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Radiation-Free Alternative to Mammogram on the Horizon

By Daniel Beris
Posted on 25 Nov 2016
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Image: Microbubbles could someday help detect breast cancer (Photo courtesy of TUE).
Image: Microbubbles could someday help detect breast cancer (Photo courtesy of TUE).
A new, accurate, ultrasonic mammography method could help identify cancerous tumors by blood vessels structure, without radiation, according to a new study.

Under development at the Eindhoven University of Technology (TUE; The Netherlands), dynamic contrast specific ultrasound tomography (DCS-UST) builds on a patient-friendly prostate cancer detection method called cumulative phase delay imaging (CPDI) which images and quantifies ultrasound contrast agent (UCA) kinetics. The technology is based on harmless microbubbles injected into the patient’s bloodstream; the microbubbles vibrate in the blood at the same frequency as the ultrasonic echo, as well as at twice that frequency - the so-called second harmonic.

This second harmonic is delayed by the gas bubbles; the more bubbles are encountered by the sound on its route, the bigger the delay compared to the original sound. By measuring this delay, the researchers can thus localize the air bubbles without any disturbance, since the second harmonic generated by the body tissue is not delayed, and is therefore discernible. This difference, however, can only be seen if the sound is captured on the other side. So the method is perfectly suited to organs that can be approached from two sides, like the breast.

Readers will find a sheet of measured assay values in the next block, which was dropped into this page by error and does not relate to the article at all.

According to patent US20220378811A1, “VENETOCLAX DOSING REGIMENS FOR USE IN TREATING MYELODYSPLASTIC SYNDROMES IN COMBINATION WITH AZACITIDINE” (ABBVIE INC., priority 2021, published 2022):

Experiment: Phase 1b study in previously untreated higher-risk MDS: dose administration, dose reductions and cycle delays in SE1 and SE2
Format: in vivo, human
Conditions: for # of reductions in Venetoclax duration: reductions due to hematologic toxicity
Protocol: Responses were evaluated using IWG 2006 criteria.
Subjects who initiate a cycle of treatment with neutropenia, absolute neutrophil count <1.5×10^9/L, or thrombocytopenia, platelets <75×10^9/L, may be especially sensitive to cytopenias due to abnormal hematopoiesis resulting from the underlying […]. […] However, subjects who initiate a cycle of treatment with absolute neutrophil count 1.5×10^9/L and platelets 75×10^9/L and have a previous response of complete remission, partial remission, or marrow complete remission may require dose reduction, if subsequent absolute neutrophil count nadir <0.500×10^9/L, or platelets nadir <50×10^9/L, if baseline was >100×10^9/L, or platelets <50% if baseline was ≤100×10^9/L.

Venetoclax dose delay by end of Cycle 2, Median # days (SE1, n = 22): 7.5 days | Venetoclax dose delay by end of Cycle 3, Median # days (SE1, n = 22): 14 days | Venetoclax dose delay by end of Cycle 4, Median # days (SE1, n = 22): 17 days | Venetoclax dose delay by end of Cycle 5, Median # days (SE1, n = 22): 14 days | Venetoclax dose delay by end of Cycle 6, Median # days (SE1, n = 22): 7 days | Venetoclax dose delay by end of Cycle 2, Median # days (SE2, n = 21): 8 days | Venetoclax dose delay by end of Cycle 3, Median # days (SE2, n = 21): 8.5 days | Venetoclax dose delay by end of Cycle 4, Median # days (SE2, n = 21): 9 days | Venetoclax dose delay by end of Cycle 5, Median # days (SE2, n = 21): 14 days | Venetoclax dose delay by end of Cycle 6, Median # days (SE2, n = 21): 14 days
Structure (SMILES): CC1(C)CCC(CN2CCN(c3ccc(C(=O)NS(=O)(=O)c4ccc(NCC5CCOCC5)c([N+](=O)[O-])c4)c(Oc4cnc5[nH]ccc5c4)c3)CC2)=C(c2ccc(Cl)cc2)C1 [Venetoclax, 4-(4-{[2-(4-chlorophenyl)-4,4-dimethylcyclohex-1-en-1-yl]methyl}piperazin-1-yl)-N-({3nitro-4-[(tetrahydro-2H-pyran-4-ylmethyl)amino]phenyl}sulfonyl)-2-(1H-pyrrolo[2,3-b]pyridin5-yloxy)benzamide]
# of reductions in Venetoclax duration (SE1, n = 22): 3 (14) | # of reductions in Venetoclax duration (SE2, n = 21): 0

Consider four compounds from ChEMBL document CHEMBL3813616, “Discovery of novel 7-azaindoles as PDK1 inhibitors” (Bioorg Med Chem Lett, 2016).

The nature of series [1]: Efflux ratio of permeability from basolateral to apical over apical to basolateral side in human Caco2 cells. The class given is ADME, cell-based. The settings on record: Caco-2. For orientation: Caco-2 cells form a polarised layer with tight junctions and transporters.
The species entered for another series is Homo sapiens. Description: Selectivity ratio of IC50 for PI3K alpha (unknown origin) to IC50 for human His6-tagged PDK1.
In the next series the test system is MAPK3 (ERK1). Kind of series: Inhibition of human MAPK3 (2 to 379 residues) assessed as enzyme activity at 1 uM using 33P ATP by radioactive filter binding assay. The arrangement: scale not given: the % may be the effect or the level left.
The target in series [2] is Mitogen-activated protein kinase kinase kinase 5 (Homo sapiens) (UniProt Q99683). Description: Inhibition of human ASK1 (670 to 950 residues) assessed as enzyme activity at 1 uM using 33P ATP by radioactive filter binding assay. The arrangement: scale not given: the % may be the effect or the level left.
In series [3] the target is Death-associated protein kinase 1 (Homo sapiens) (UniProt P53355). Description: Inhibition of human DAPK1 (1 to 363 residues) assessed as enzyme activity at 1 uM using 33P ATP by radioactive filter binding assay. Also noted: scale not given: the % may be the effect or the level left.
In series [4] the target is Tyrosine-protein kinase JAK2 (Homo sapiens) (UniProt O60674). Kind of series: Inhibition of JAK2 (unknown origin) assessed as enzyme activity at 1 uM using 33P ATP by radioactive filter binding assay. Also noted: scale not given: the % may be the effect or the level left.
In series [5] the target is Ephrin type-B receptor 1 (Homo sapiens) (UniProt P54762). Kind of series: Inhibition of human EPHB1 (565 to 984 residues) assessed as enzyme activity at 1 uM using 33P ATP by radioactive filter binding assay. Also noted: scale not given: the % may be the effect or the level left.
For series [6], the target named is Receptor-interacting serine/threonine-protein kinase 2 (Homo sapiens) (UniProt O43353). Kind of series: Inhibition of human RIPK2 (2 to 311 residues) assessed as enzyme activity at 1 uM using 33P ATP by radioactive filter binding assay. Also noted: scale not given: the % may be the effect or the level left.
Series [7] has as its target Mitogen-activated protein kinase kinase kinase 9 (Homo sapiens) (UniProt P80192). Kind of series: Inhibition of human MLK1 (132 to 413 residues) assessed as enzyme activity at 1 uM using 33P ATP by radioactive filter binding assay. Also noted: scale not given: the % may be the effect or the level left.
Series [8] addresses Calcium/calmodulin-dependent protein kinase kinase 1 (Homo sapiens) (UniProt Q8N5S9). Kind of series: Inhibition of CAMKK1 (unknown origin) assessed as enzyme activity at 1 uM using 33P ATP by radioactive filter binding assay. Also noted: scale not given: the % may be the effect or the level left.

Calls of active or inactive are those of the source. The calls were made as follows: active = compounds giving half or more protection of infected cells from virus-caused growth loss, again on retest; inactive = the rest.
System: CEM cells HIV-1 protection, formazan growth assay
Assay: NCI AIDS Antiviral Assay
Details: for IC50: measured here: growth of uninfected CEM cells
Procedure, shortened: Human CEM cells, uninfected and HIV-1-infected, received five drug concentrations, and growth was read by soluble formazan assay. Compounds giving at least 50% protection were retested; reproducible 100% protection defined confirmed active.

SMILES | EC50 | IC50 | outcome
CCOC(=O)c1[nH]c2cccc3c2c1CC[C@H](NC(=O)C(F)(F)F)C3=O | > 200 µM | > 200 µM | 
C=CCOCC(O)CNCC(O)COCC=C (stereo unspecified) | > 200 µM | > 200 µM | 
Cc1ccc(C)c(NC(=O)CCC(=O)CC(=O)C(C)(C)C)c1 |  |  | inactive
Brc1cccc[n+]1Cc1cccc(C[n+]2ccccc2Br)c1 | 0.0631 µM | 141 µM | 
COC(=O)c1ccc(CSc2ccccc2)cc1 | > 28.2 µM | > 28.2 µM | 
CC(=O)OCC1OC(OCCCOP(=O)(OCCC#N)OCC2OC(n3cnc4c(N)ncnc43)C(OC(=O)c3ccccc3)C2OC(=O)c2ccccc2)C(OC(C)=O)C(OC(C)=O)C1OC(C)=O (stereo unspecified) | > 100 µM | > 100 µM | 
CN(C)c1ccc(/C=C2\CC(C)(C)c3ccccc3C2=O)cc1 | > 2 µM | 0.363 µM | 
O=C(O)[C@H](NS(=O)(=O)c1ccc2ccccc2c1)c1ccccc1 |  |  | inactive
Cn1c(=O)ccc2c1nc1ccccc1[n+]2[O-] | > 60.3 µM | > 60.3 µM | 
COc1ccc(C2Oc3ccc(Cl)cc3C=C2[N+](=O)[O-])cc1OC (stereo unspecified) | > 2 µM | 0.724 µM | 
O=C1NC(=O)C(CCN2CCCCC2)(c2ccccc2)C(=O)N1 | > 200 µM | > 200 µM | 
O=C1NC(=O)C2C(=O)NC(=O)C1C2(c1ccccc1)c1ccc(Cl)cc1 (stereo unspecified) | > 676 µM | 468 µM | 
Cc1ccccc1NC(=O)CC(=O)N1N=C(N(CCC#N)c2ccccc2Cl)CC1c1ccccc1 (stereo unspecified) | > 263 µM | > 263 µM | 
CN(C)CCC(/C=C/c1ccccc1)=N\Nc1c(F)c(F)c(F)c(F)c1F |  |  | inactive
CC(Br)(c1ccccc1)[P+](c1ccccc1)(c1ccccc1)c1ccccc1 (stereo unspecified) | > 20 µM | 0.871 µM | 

An ultrasound scanner can thus be used to precisely track the microbubbles as they flow through the blood vessels. Since cancer growth is associated with the formation of chaotic microvessels, the presence and location of cancer become visible. What also makes the technique different to current mammography is the patient’s position. Instead of standing, the patient lies on a table, with the breast hanging freely in a bowl. The proof-of-concept study was published in the November 2016 issue of Scientific Reports.

“For breast imaging, DCS-UST will lead to a more practical, faster, and less operator-dependent imaging procedure compared to standard echo-contrast, while preserving accurate imaging of contrast kinetics,” concluded lead author Libertario Demi, PhD, of the TUE biomedical diagnostics laboratory. “DCS-UST can find clinical applications as a diagnostic method for breast cancer localization, adding important features to multi-parametric ultrasound tomography of the breast.”

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